Michael Eriksson's Blog

A Swede in Germany

The feeling of being unfairly treated and its consequences

with 3 comments

In my previous post, I stated in a footnote:

I suspect that the extremely negative attitudes that e.g. the Swedish PC crowd displays towards everything non-PC actually serve to worsen problems with e.g. racism and xenophobia: Because even legitimate discussion of topics like immigration or immigration problems are so hard to do in public forums, many who try to start such discussions are driven out and end up in discussions with actual xenophobes instead, where they have every opportunity to be “radicalized” or whatnot. The same danger is present with e.g. the above renaming, being a signal (or, if not, very likely will come across as a signal) of “you are either with us or what you think and feel does not matter”.

Since then, I have pondered a related phenomenon: Feeling* unfairly treated.

*The most common reason for such feelings is actual mistreatment. However, it is important to understand that it is the subjective assessment of the violated or “violated” party that matter in this particular discussion. (See also several below disclaimers.) The assessment of a neutral third party (let alone the subjective assessment of the violators/”violators”) is not of interest—no matter how important it can be in many other discussions.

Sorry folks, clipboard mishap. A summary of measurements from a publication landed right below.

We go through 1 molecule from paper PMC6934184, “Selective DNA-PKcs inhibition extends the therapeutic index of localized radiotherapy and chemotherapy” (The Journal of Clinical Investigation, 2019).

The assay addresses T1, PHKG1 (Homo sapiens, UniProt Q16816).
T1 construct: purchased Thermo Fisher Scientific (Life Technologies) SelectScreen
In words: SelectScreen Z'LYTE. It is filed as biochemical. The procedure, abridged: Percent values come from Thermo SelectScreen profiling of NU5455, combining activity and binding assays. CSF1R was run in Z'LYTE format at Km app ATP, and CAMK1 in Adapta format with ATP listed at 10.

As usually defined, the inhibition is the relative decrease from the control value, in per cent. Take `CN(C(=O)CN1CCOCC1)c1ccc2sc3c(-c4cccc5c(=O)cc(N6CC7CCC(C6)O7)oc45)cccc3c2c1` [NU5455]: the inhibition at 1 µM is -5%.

People who feel that they are unfairly treated often play by different rules. They are more prone to ignore or bend the rules—because they feel that the rules have already been ignored or bent by the other party. They are less likely to respect the wishes, interests, even rights of the other party—because they feel that their own wishes, interests, even rights have already been ignored. They are more likely to take action against the other party—because they feel that action has already been taken against them. Etc. That they will tend to see the other party as the “bad guys” hardly needs mentioning.